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Why It’s Time to Give <I>Heroes</I> Another Chance

I know a lot of you out there have given up on Heroes, and frankly I can't blame you. Last season was a horrible shadow of its former self, and this fall's "Villains" arc -- well, the less said about that the better. But this fourth volume, aka "Fugitives," is a marked improvement. Now I'm not going to say it is perfect, as I still have some complaints from my list of things that were wrong with the show, but it is moving in the right direction and shockingly, I'm actually looking forward to episodes again. So while I haven't seen tonight's ep yet, I feel somewhat confident in advising you Heroes deserters to come back for a second look. Because if it actually gets back to its first season glory by the end of this year (which it seems like it is at least attempting to do) you are going to be kicking yourself for not hopping back in sooner.

First, let me catch you up quickly if you haven't been watching. After Papa Petrelli died and there was a big old showdown at the lab, Nathan got all evil and teamed up with the president (and a badass enforcer played by Zeljko Ivanek) to capture all known superpowered humans and put them in this show's version of Guantanamo Bay. HRG seems to be helping Nathan's cause in exchange for keeping Claire out of custody so she can go to college or whatever. But when Peter (who can now only absorb one power at a time), Tracy, Hiro, Matt and Mohinder were all rounded up and put on a plane, Claire helped them bust loose. The plane crashed and now Peter, Parkman and Mohinder are a little crime-fighting team who have taken HRG hostage. Hiro connected with Ando to try to get his powers back. Tracy got recaptured by Nathan and is sweating it out. And Claire went and told her mommy what her daddy had been up to. And Sylar? He's off on his own little storyline trying to find his father with the help of a teen who might be his brother, lover or apprentice. Got it all?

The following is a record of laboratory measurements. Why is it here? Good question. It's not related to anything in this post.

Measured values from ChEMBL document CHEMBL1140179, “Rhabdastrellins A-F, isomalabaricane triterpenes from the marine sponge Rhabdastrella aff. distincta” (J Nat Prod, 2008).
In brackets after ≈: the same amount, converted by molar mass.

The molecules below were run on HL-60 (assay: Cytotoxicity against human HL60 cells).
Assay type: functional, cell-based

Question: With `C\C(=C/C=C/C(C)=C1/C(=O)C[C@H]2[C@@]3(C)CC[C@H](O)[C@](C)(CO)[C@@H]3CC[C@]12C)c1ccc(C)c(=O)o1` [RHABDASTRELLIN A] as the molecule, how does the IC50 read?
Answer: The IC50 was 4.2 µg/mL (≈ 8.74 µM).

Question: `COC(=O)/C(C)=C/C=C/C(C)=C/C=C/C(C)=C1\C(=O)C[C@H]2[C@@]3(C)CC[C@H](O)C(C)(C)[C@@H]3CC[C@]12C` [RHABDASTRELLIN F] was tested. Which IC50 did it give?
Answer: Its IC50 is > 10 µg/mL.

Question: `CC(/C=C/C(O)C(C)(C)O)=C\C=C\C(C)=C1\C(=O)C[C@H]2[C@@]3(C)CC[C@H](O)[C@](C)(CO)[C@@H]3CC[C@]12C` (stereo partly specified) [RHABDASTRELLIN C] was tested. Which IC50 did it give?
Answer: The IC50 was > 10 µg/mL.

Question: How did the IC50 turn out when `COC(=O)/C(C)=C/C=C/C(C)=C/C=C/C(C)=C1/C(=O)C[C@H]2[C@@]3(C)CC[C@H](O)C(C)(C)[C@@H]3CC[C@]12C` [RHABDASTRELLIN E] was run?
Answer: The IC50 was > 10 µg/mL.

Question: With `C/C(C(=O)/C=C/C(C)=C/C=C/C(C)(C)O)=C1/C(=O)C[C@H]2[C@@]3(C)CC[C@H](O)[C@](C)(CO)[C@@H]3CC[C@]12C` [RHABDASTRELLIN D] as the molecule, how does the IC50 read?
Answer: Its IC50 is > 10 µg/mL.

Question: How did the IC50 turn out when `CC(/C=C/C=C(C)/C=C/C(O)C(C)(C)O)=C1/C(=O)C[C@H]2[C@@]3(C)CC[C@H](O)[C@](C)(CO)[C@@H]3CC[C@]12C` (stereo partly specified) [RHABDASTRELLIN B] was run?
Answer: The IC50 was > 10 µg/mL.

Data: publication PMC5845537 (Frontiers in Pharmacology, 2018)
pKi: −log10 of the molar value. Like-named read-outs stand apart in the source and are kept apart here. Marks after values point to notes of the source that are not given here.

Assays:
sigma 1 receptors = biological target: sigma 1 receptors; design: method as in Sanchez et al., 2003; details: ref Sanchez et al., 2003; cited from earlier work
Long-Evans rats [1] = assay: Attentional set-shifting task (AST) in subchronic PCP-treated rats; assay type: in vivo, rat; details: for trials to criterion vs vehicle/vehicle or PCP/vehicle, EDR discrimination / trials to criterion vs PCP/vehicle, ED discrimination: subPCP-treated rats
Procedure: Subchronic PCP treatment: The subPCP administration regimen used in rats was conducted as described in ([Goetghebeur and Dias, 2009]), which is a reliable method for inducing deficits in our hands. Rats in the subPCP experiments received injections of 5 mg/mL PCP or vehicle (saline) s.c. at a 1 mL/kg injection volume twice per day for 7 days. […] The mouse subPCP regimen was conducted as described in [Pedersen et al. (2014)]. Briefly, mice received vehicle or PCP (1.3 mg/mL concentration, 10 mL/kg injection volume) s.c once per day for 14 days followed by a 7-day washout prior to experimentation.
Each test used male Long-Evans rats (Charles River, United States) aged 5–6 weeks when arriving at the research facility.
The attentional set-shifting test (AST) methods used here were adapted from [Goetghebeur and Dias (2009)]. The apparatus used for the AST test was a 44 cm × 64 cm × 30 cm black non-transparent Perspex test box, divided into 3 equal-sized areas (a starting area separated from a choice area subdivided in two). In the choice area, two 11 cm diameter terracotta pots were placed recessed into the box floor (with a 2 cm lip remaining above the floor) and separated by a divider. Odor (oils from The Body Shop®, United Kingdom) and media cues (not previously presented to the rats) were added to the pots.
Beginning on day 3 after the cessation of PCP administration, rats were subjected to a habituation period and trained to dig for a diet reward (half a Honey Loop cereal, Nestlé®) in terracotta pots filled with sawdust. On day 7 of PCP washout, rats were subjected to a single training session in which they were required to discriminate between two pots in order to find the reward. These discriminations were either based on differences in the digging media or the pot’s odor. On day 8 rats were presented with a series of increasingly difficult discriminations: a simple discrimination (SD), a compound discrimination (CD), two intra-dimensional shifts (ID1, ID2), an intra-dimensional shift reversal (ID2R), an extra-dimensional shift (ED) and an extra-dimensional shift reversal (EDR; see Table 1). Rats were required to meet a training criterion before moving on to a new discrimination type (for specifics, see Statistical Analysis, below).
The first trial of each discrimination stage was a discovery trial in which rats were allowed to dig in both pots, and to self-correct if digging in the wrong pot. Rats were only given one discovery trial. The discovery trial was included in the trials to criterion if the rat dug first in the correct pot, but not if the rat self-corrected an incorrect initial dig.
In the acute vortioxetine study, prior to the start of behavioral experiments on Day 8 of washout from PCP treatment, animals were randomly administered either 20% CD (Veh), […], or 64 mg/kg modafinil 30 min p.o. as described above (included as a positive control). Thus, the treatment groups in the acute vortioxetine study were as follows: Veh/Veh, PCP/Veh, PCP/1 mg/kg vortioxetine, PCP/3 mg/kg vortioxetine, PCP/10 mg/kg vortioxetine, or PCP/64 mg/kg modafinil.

Here are some more reasons to help convince you to tune in.

No Time Travel!
If you got disgusted with the way they were all jumping through history making each and every scenario and tense moment irrelevant (as they could always go back and fix things and or change outcomes), well, that's gone (at least momentarily).Yatta! Hiro has lost his abilities, and while this made him more whiny (though he's thankfully not an insufferable little kid anymore) at least he's not jumping from here to there willy nilly and just generally wreaking havoc. Now you just have to deal with him complaining all the time about how he's stuck being a sidekick for Ando (who now has the ability to super-charge heroes' abilities). While you are going to want to smack one or the both of them watching any given episode, Hiro not being able to blink out all the time is remarkably refreshing thing indeed.

People Stay Dead... or At Least Seem To
While we lament the loss of Kristen Bell, her departure did help the bloated cast problem that this show was suffering. Nathan and Peter's daddy dearest also seems to be remaining dead, as does Takeo Kensi/Adam Monroe. Daphne seems to be gone, though they didn't really give her a fitting exit, and it is possible that she's working as the as-of-yet-unseen "Rebel." In fact, the only dead person that seems to be popping up is Usutu, but since he is a spirit guide and all, that can be forgiven.